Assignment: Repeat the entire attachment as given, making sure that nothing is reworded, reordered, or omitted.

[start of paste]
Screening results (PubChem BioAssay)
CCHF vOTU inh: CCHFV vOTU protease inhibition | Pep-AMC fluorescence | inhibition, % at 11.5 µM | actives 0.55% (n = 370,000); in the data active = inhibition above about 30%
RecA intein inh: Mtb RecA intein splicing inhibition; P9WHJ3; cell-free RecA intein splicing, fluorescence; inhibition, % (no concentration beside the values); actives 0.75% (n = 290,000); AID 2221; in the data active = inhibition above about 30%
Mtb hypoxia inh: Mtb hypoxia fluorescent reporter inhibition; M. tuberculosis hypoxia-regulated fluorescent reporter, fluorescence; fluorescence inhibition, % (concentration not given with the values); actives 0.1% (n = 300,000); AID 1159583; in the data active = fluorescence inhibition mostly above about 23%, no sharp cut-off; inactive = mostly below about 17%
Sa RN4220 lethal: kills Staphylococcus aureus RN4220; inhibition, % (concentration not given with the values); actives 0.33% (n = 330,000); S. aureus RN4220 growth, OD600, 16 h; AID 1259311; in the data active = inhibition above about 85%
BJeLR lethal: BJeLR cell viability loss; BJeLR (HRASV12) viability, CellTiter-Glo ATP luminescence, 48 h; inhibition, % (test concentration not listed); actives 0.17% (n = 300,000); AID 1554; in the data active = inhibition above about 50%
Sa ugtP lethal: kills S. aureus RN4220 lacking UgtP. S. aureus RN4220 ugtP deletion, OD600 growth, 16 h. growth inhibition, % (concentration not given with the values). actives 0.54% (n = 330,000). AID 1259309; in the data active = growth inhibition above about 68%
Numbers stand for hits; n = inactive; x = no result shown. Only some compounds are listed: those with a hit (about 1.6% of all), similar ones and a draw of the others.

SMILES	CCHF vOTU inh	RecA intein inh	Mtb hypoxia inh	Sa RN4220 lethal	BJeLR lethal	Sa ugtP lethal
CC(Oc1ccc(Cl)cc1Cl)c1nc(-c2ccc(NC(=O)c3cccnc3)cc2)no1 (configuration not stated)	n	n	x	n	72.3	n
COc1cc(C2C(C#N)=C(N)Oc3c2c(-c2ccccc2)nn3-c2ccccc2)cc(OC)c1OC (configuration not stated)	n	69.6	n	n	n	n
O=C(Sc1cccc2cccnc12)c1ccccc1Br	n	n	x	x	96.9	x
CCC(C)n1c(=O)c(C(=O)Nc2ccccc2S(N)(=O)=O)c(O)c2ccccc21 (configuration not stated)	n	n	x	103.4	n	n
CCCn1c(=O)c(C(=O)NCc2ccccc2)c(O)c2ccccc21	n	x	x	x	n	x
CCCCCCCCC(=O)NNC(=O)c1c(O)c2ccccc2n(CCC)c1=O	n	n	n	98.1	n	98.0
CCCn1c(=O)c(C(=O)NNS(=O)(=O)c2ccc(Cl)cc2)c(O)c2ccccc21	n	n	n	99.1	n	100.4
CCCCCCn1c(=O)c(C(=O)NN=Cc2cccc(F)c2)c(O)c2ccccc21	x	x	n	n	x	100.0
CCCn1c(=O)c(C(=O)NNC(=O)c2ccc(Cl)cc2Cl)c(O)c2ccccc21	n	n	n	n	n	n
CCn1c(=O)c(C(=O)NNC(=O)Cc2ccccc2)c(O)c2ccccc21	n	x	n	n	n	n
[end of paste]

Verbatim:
Screening results (PubChem BioAssay)
CCHF vOTU inh: CCHFV vOTU protease inhibition | Pep-AMC fluorescence | inhibition, % at 11.5 µM | actives 0.55% (n = 370,000); in the data active = inhibition above about 30%
RecA intein inh: Mtb RecA intein splicing inhibition; P9WHJ3; cell-free RecA intein splicing, fluorescence; inhibition, % (no concentration beside the values); actives 0.75% (n = 290,000); AID 2221; in the data active = inhibition above about 30%
Mtb hypoxia inh: Mtb hypoxia fluorescent reporter inhibition; M. tuberculosis hypoxia-regulated fluorescent reporter, fluorescence; fluorescence inhibition, % (concentration not given with the values); actives 0.1% (n = 300,000); AID 1159583; in the data active = fluorescence inhibition mostly above about 23%, no sharp cut-off; inactive = mostly below about 17%
Sa RN4220 lethal: kills Staphylococcus aureus RN4220; inhibition, % (concentration not given with the values); actives 0.33% (n = 330,000); S. aureus RN4220 growth, OD600, 16 h; AID 1259311; in the data active = inhibition above about 85%
BJeLR lethal: BJeLR cell viability loss; BJeLR (HRASV12) viability, CellTiter-Glo ATP luminescence, 48 h; inhibition, % (test concentration not listed); actives 0.17% (n = 300,000); AID 1554; in the data active = inhibition above about 50%
Sa ugtP lethal: kills S. aureus RN4220 lacking UgtP. S. aureus RN4220 ugtP deletion, OD600 growth, 16 h. growth inhibition, % (concentration not given with the values). actives 0.54% (n = 330,000). AID 1259309; in the data active = growth inhibition above about 68%
Numbers stand for hits; n = inactive; x = no result shown. Only some compounds are listed: those with a hit (about 1.6% of all), similar ones and a draw of the others.

SMILES	CCHF vOTU inh	RecA intein inh	Mtb hypoxia inh	Sa RN4220 lethal	BJeLR lethal	Sa ugtP lethal
CC(Oc1ccc(Cl)cc1Cl)c1nc(-c2ccc(NC(=O)c3cccnc3)cc2)no1 (configuration not stated)	n	n	x	n	72.3	n
COc1cc(C2C(C#N)=C(N)Oc3c2c(-c2ccccc2)nn3-c2ccccc2)cc(OC)c1OC (configuration not stated)	n	69.6	n	n	n	n
O=C(Sc1cccc2cccnc12)c1ccccc1Br	n	n	x	x	96.9	x
CCC(C)n1c(=O)c(C(=O)Nc2ccccc2S(N)(=O)=O)c(O)c2ccccc21 (configuration not stated)	n	n	x	103.4	n	n
CCCn1c(=O)c(C(=O)NCc2ccccc2)c(O)c2ccccc21	n	x	x	x	n	x
CCCCCCCCC(=O)NNC(=O)c1c(O)c2ccccc2n(CCC)c1=O	n	n	n	98.1	n	98.0
CCCn1c(=O)c(C(=O)NNS(=O)(=O)c2ccc(Cl)cc2)c(O)c2ccccc21	n	n	n	99.1	n	100.4
CCCCCCn1c(=O)c(C(=O)NN=Cc2cccc(F)c2)c(O)c2ccccc21	x	x	n	n	x	100.0
CCCn1c(=O)c(C(=O)NNC(=O)c2ccc(Cl)cc2Cl)c(O)c2ccccc21	n	n	n	n	n	n
CCn1c(=O)c(C(=O)NNC(=O)Cc2ccccc2)c(O)c2ccccc21	n	x	n	n	n	n